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530 TOWER ST | Property Record | Wisconsin Historical Society

Property Record


Architecture and History Inventory
530 TOWER ST | Property Record | Wisconsin Historical Society
Reference Number:16570
Location (Address):530 TOWER ST
Unincorporated Community:
Quarter Section:
Quarter/Quarter Section:
Year Built:1885
Additions: 1929 1889
Survey Date:1992
Historic Use:water utility
Architectural Style:Astylistic Utilitarian Building
Structural System:
Wall Material:Limestone
Other Buildings On Site:1
Demolished Date:
National/State Register Listing Name: Beloit Water Tower
National Register Listing Date:1/7/1983
State Register Listing Date:1/1/1989
National Register Multiple Property Name:Multiple Resources of Beloit
Additional Information:A 'site file' exists for this property. It contains additional information such as correspondence, newspaper clippings, or historical information. It is a public record and may be viewed in person at the State Historical Society, Division of Historic Preservation.

The old Beloit Water Tower is the most imposing structure on the site of a complex of structures including a pump house and a large steel pipe with water tank. The tower is built on one of the highest points of the city. Octagonal in shape, the staged tower was constructed of local limestone and was described as "one of the most massive pieces of mason work put up in the country." The tower consists of four octagonal shaped drums. Each drum is recessed eight inches from the drum below. Alternate stages of alternate faces of the tower are punctured by pointed arch openings. The 36-foot tower is 36 feet in diameter at the base and 30 feet at the top. The walls at the base are eight feet thick. On top of the tower there once was a tank 30 feet in diameter and 20 feet deep, made of three inch cypress lumber. The capacity of the tank was 100,000 gallons. The cypress tank collapsed in 1914 and was replaced by a metal tank of the same size. A cupola surmounted by a flag pole sat atop the tank. Stairs in the interior of the tower led to the bottom of the tank and on the outside of the tank was a stairway to the roof. A balcony was formed around the top of the tower, at the base of the tank, affording a "look-out" point for any who were able to make the long climb. The tank was constructed by the Eclipse Wind Mill Company of Beloit. The metal tank was removed, as well as the interior stairway after the construction of the steel stand pipe and tank, to the west of the original tower. In spite of these losses and the partially ruinous state of the structure, the stone mass of the tower itself emphatically remains a significant visual landmark in Beloit, visible for some distance on its prominent bluff top site. The strength and character of its stone masonry have always been its dominant characteristic, and the integrity of the stonework has not been materially damaged by the loss of the non-masonry portions of the structure. The wooden tank in particular was by its nature transient; the removed stairway was never visible from the exterior.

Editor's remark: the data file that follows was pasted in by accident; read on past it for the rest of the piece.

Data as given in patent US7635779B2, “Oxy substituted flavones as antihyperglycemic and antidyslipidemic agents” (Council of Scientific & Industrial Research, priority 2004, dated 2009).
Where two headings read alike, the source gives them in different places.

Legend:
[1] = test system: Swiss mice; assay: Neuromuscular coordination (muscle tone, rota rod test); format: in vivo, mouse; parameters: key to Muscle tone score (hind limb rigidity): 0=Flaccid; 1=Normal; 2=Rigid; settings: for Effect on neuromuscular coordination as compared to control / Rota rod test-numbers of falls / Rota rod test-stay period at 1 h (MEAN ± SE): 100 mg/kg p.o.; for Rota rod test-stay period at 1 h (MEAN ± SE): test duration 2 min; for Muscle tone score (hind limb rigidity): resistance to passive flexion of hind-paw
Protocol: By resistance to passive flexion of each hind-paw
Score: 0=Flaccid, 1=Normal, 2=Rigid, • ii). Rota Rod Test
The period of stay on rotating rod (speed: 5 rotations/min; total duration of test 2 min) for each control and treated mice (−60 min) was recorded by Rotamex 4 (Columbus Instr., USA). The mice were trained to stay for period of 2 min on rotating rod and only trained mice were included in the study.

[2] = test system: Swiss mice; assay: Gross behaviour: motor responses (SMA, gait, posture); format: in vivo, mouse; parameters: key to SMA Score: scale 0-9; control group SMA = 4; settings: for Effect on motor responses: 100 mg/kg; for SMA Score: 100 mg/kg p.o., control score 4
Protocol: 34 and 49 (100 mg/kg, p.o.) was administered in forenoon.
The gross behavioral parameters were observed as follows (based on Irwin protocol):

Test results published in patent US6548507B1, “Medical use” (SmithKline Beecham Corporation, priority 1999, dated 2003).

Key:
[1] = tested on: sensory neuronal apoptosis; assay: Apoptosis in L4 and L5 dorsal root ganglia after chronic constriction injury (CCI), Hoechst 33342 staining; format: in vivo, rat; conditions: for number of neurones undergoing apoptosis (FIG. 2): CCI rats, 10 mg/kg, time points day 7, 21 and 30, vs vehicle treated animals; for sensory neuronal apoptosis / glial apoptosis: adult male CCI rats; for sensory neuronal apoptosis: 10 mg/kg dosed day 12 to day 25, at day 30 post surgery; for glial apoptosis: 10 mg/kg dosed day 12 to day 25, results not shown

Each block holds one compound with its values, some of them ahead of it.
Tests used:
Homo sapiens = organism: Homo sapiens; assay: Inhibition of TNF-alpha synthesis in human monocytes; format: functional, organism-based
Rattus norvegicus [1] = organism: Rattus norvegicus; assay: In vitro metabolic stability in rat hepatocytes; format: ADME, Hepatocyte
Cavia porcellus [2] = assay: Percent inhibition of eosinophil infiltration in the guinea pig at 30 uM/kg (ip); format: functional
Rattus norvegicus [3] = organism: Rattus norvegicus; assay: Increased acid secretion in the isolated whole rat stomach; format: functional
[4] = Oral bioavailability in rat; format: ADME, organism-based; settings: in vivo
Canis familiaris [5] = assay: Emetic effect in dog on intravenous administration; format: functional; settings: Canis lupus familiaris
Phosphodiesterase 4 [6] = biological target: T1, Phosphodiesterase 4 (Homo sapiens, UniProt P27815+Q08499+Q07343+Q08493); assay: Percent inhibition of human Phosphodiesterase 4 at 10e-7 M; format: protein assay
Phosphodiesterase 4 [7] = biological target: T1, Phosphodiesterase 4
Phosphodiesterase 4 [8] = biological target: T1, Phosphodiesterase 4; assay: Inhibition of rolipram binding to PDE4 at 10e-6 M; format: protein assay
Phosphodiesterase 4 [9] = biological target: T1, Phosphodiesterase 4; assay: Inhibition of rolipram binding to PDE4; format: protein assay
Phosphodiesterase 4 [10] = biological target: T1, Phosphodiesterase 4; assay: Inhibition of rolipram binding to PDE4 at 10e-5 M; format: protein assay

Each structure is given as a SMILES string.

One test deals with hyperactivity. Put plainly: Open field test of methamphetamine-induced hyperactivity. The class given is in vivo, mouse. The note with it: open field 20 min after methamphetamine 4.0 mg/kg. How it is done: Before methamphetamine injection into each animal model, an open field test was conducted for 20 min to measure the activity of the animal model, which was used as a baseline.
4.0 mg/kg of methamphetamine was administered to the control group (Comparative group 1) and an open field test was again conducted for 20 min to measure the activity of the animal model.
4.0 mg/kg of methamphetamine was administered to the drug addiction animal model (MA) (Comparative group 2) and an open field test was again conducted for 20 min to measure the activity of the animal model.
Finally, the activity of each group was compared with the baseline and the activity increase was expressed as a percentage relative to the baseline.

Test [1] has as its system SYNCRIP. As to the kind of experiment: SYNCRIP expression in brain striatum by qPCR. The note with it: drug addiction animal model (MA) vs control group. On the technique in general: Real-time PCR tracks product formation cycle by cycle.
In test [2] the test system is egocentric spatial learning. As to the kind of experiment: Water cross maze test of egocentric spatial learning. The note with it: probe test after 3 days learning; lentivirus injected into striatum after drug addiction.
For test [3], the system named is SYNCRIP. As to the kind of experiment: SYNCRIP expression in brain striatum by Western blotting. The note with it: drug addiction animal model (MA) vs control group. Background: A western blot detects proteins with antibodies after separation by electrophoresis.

Wooden roof has been removed.

Other buildings on the site include the old pumping station (separate record), a small brick pump shed (separate record), an ice-cream store, and the currently used metal water tower.

The Beloit Water Tower is the major structure associated with the development of the nineteenth century city water works system, and the last significant structure still standing which reflects the civic development of Beloit in the ninteenth century. This important public work, which has been a landmark in the city since its construction in 1885, was built to protect Beloit from the omnipresent threat of fire. As a side benefit -- but just as important to the health and prosperity of the city -- the water works project provided as central water distribution system to residences and businesses (as well as public buildings). The upgrading of public facilities resulted in an important improvement to the quality of life in Beloit, including greater public safety and better public health.